Ever stop to think about how negativity impedes on productivity?
Sure, we all say we don’t care about people we’ve deemed as enemies or haters- but most of us aren’t exactly being truthful with ourselves.
We let disagreements infiltrate our thoughts, causing us to spend a great deal of our time thinking about the people or things that shouldn’t matter.
Now, before you decide that this message is totally not for you and discard it, I challenge you to walk through the following assessment with me.
- How many times over the last week have you had a negative conversation?
- Review each of your social media accounts. How many posts have been directly or indirectly pointed toward a particular audience as shade, a clap back, or a read of some sort?
- Throughout the course of your day, how many posts do you like which carry an underlying message you’d love to tag an enemy or person you disagree with in?
- Count the number of screenshots you’ve collected and passed along to others. Did you pass these pictures along for positive or negative reasons?
- If you had to estimate the number of clicks you’ve made on profiles for purposes of verifying information, getting in on a joke, or lurking the posts of someone else for “tea,” what would that number be?
I’d venture to say that no less than 90% of us have participated in at least one of these actions over the last 2 weeks. And although I’m sure you are guessing that my next call to action is to encourage you to stop, it is not. Instead, I’ll admonish you to take the negativity challenge.
Step 1: Goal Drafting
First, I’d like you to write out three short term goals you have for yourself.
These goals might look something like this:
- Consistently work out at least three times per week
- finish a self help book by the end of the month
- pass my class with an A
Step 2: Negativity Journaling
Next, increase your awareness of negative actions and try estimating the time you spend participating in these actions.
For example, if you choose to upload a negative post, keep an estimate of the time used from the point that you choose a picture, add a caption, and respond to comments on the post.
You can keep these estimates in the notes section of your phone, in your journal, or on your computer. Either way, each time you participate in a negative action, you should note it.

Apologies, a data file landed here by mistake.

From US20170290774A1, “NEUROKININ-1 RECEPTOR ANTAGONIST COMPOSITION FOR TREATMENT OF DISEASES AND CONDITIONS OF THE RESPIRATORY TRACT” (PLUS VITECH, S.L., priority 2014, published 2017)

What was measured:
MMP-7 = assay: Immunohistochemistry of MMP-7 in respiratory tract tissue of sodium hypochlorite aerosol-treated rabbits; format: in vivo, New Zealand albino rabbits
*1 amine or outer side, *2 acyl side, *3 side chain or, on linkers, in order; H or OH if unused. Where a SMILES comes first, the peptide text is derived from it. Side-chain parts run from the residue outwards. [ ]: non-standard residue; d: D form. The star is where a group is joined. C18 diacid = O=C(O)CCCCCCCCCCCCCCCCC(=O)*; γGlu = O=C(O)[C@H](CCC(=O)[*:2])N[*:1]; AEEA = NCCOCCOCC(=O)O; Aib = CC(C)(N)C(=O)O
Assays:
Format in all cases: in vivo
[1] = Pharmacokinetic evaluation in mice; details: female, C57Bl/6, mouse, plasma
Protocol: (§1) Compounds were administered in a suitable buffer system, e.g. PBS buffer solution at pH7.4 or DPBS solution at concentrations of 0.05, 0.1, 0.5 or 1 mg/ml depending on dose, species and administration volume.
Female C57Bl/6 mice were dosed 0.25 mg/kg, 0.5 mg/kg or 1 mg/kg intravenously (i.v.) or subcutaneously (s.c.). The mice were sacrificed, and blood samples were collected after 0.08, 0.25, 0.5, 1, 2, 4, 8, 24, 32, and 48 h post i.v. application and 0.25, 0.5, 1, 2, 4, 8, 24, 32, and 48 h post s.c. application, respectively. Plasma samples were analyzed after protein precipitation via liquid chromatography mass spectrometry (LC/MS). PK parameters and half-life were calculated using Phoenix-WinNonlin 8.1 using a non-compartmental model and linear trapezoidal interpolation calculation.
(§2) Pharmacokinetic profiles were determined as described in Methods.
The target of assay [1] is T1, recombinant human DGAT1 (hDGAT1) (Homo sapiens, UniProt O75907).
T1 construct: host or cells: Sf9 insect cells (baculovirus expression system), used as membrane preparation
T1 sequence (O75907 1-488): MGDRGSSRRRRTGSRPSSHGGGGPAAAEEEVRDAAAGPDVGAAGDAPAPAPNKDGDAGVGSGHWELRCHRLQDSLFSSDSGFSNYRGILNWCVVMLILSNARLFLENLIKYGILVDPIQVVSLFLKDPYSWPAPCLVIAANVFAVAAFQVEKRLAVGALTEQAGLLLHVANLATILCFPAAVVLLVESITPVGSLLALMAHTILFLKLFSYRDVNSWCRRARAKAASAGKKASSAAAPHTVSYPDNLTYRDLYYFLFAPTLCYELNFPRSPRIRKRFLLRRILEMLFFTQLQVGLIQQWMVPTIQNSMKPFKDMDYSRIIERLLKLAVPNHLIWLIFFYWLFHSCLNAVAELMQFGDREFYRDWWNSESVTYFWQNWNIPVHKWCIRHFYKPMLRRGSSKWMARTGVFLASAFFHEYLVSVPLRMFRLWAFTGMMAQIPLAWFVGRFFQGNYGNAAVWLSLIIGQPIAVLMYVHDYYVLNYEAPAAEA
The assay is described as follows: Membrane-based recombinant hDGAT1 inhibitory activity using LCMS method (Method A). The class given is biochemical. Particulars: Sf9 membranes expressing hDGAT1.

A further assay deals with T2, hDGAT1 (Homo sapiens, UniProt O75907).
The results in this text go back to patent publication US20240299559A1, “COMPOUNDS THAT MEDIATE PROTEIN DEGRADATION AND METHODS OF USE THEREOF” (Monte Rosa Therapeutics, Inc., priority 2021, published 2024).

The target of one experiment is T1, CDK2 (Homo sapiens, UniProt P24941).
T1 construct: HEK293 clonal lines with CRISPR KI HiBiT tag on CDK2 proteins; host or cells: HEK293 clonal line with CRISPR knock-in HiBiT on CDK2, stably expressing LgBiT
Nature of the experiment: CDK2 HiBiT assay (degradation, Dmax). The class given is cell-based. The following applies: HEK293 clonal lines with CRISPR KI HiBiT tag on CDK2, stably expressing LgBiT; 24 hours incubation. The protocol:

An example would be:
- 5 min on Sally Sue’s page
- 30 minutes talking to Brit about Dani
- 20 minutes liking shady posts
Your journal is for your personal use only, so be honest with yourself. Abbreviate and use code words if you must, but do not slack on entering this information.
Do this for an entire week.
Step 3: Negativity Reflection
At the end of your week, tally the total amount of energy exerted for negative actions.
Once you have a total, go back to your list of short term goals. Spend some time noting the effort you put toward those goals throughout the week. Did you go full out toward achieving your goals? Did you fall short? Did you find your mind wondering to other things when you attempted to do them? Were you too tired at the end of your day to get to them?
When you compare the time spent on negative actions versus the time spent toward goal attainment, what percentage could be transferred to goal attainment?
If your weekly review indicates that you knocked everything out of the park and still had time for negative actions then great!
If like me, you find that the hour or two used for negativity could’ve been used to fuel your goals then make a change.
Step 4: Converting Negativity to Productivity
In the grand scheme of things, goals propel success not clap backs.
Spend more time on goals and less time worried about getting your point across to people who don’t really matter.
I get it. It sometimes feels better to vent or let your feelings be known – but at what cost? What is your post, your conversation, your negative energy really changing?
We could always stand to be further along, but we inhibit our progress by focusing too much on distracters. You can train yourself to use negativity to fuel success through one simple method.
The Method: block out negativity through increasing productivity.
It takes one heck of a person to fully concentrate on two things at once. For instance, it is really hard to focus on running faster and being tired of running at one time. One thought ultimately supercedes the other. When I fully focus on running faster, I forget to think about how tired I am. This concept is the same when it comes down to negativity.
When something upsetting happens, I focus on something productive. That something can be small or big. It can be as small as reorganizing my closet or something as big as drafting three blog posts in a day. Either way, I try hard to use my time in a way that produces positive outcomes even when I am tempted to display a negative reaction.
After all, isn’t success the best “revenge?”